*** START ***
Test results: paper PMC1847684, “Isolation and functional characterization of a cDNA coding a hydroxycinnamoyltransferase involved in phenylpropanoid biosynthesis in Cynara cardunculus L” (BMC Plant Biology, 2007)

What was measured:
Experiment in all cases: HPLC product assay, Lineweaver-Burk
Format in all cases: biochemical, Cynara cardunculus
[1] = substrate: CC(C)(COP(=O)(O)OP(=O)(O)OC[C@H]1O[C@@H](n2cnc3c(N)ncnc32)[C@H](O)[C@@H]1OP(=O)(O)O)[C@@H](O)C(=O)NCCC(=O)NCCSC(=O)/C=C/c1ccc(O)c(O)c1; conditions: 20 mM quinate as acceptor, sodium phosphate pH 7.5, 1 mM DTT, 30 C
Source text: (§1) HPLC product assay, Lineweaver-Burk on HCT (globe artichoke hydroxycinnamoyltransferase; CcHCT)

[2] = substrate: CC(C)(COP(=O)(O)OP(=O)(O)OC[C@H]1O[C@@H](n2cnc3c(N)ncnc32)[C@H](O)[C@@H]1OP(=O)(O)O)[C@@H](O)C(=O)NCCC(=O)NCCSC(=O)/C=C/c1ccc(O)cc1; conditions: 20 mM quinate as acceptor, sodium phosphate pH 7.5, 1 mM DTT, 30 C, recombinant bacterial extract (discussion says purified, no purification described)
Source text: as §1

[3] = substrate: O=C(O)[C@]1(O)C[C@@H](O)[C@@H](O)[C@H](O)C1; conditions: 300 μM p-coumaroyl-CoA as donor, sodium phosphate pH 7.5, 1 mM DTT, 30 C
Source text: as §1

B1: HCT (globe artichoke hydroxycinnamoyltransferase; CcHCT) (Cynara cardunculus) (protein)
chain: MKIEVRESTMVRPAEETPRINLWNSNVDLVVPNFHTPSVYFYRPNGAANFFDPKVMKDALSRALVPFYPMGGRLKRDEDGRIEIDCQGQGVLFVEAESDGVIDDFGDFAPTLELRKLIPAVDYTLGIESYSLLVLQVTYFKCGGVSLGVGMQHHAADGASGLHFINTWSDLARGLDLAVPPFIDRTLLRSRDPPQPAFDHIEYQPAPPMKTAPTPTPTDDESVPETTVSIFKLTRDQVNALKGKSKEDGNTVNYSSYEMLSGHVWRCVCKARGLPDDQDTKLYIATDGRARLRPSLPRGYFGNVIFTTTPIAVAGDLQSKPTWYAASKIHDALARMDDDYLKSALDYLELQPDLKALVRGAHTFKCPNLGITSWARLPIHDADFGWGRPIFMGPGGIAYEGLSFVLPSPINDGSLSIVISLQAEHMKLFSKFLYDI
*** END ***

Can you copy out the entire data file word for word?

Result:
Test results: paper PMC1847684, “Isolation and functional characterization of a cDNA coding a hydroxycinnamoyltransferase involved in phenylpropanoid biosynthesis in Cynara cardunculus L” (BMC Plant Biology, 2007)

What was measured:
Experiment in all cases: HPLC product assay, Lineweaver-Burk
Format in all cases: biochemical, Cynara cardunculus
[1] = substrate: CC(C)(COP(=O)(O)OP(=O)(O)OC[C@H]1O[C@@H](n2cnc3c(N)ncnc32)[C@H](O)[C@@H]1OP(=O)(O)O)[C@@H](O)C(=O)NCCC(=O)NCCSC(=O)/C=C/c1ccc(O)c(O)c1; conditions: 20 mM quinate as acceptor, sodium phosphate pH 7.5, 1 mM DTT, 30 C
Source text: (§1) HPLC product assay, Lineweaver-Burk on HCT (globe artichoke hydroxycinnamoyltransferase; CcHCT)

[2] = substrate: CC(C)(COP(=O)(O)OP(=O)(O)OC[C@H]1O[C@@H](n2cnc3c(N)ncnc32)[C@H](O)[C@@H]1OP(=O)(O)O)[C@@H](O)C(=O)NCCC(=O)NCCSC(=O)/C=C/c1ccc(O)cc1; conditions: 20 mM quinate as acceptor, sodium phosphate pH 7.5, 1 mM DTT, 30 C, recombinant bacterial extract (discussion says purified, no purification described)
Source text: as §1

[3] = substrate: O=C(O)[C@]1(O)C[C@@H](O)[C@@H](O)[C@H](O)C1; conditions: 300 μM p-coumaroyl-CoA as donor, sodium phosphate pH 7.5, 1 mM DTT, 30 C
Source text: as §1

B1: HCT (globe artichoke hydroxycinnamoyltransferase; CcHCT) (Cynara cardunculus) (protein)
chain: MKIEVRESTMVRPAEETPRINLWNSNVDLVVPNFHTPSVYFYRPNGAANFFDPKVMKDALSRALVPFYPMGGRLKRDEDGRIEIDCQGQGVLFVEAESDGVIDDFGDFAPTLELRKLIPAVDYTLGIESYSLLVLQVTYFKCGGVSLGVGMQHHAADGASGLHFINTWSDLARGLDLAVPPFIDRTLLRSRDPPQPAFDHIEYQPAPPMKTAPTPTPTDDESVPETTVSIFKLTRDQVNALKGKSKEDGNTVNYSSYEMLSGHVWRCVCKARGLPDDQDTKLYIATDGRARLRPSLPRGYFGNVIFTTTPIAVAGDLQSKPTWYAASKIHDALARMDDDYLKSALDYLELQPDLKALVRGAHTFKCPNLGITSWARLPIHDADFGWGRPIFMGPGGIAYEGLSFVLPSPINDGSLSIVISLQAEHMKLFSKFLYDI